The existence of these three brain systems explains the different stages of attraction and love. But it does not explain why we choose individuals with particular personality traits as partners.
Fisher has developed an elaborate (and in my view dubious) explanation for why different “types” of individuals are attracted to each other based upon predominant chemicals in the body.
She claims that there are four types of lover which, in turn, reflect the dominance of particular chemicals within our brains. This is her explanation for psychological attraction between different ‘types’ of individuals.
The four chemicals she says may dominate us in different ways are serotonin, estrogen, dopamine and testosterone.
Fisher says that in two cases similarity attracts. But in the other two cases opposites attract.
Why psychological attraction (like happiness) is more than just biology
Just as Fisher provides an explanation for attraction between individuals based upon biochemical compatibility, biologists tend to conclude that happiness in general is not determined by salary, social relations or political rights but by our neurology. People are really only made happy by one thing – pleasant sensations in the body- serotonin, dopamine and oxytocins.
Nobel Prize winning psychologist Daniel Kahneman contests the view that manipulation of the biochemical system can be a sufficient basis for happiness. If this were true a person might spend his or her whole life happily attached to a machine which dispenses the required chemicals in the body- like Aldous Huxley’s “soma”. Yet we all know this would not be a “happy” or rewarding existence. Kahneman maintains that there is an important cognitive/ethical component to happiness.
Kahneman says that we have two different kinds of “self” which are relevant to happiness- an “experiencing self” and a “remembering self”. He says that we tend to err in our consideration of happiness whenever we overlook this distinction.
The experiencing self is akin to immediate pleasure. It is the part of us that lives in the present. It is like a “film” that roles in our mind during our everyday experiences.
The remembering self is akin to long term contentment. It is the part of us that edits our everyday experiences. It commits to memory those experiences that we believe to be our most important ones. It decides whether we are satisfied with our life’s achievements. It “keeps score” in our life- deciding on whether we are satisfied or not satisfied. It turns our everyday experiences into the stories that form part of our self identity.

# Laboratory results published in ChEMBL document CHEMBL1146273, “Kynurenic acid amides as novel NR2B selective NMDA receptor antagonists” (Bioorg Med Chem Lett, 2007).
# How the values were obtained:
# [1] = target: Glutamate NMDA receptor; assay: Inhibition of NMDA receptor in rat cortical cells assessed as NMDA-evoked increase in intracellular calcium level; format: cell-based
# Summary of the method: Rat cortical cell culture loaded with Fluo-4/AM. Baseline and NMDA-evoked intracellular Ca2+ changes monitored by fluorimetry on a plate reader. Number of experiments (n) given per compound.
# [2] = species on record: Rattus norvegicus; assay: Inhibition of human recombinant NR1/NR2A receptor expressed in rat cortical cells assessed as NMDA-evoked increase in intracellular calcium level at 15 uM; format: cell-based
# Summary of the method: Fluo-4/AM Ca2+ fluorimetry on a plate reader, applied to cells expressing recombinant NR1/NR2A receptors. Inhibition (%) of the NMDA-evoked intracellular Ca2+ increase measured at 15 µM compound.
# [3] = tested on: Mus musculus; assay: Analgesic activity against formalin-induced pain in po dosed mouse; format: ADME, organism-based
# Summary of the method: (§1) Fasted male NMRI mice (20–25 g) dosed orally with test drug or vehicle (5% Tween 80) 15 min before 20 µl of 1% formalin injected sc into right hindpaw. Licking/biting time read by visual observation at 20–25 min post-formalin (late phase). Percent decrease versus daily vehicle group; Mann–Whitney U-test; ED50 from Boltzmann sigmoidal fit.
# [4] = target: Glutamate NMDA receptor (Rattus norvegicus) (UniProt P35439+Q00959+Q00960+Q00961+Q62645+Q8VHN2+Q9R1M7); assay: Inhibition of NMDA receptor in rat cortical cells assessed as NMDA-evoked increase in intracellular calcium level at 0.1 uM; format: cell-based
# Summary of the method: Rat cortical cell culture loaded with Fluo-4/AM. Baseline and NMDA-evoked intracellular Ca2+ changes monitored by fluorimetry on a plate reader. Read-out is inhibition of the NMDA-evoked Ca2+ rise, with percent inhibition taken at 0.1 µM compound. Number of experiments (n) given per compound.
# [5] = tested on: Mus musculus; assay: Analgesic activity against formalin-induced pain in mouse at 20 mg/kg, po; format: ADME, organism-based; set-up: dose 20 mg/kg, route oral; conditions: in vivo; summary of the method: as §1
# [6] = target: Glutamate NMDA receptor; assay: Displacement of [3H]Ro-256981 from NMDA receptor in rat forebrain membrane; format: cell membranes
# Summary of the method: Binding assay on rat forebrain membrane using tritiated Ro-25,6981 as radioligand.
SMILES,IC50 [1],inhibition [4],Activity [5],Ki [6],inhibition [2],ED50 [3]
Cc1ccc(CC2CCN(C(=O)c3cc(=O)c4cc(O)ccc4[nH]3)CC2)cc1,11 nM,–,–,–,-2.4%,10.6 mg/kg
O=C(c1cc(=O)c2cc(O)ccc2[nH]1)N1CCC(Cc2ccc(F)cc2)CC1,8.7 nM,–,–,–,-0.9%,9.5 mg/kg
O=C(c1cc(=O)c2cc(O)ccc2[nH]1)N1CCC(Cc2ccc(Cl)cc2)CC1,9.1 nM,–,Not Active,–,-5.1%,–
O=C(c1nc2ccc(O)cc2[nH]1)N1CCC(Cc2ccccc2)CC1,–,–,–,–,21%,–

Image making regions of the brain- cortices that process visual, auditory or tactile information- relay information to the association cortex. Here records are made of what went on in the image making regions. These records are our memories. We are capable of relaying information from the association cortex back to the image making cortices in the brain. The same part of the brain that records the initial images is used for recalling information.
So, where does happiness reside? In the image making regions, upon which the experiencing self depends? Or in the association cortex which facilitates the remembering self? Or, as seems likely, in both?
Kahneman’s insistence upon a cognitive/ethical component to happiness raises a question: Is happiness primarily a feeling or primarily an idea? Kahneman seems to be saying it is potentially both.
We can apply the same framework Kahneman has developed to analyse happiness to the question of psychological attractiveness. After all, feeling ourselves to be psychologically attractive, and finding somebody else psychologically attractive, is likely to impact our happiness both in our experiencing and remembering selves.
It follows then that no matter what our experiencing self tells us about whether we have an initial physical or psychological attraction to somebody, over time, our experiences, including our erotic memories, become part of our remembering self- the stories we tell ourselves about our lives and the experiences that count the most for us.
These stories never occur in a vacuum but are mediated by our culture- our social conditioning. So, feminism re-enters the picture. So too does human agency.
Neither happiness nor attraction are static. They depend, at least in part, on things we do, think and say. Both in the present and in our lived past. Seduction is, or at least can be, creative and dynamic. It involves more than just a physical feature or chemical. We define ourselves as lovers in much the same way, as we define ourselves as human beings. And we do so in a social context as well as an evolutionary one.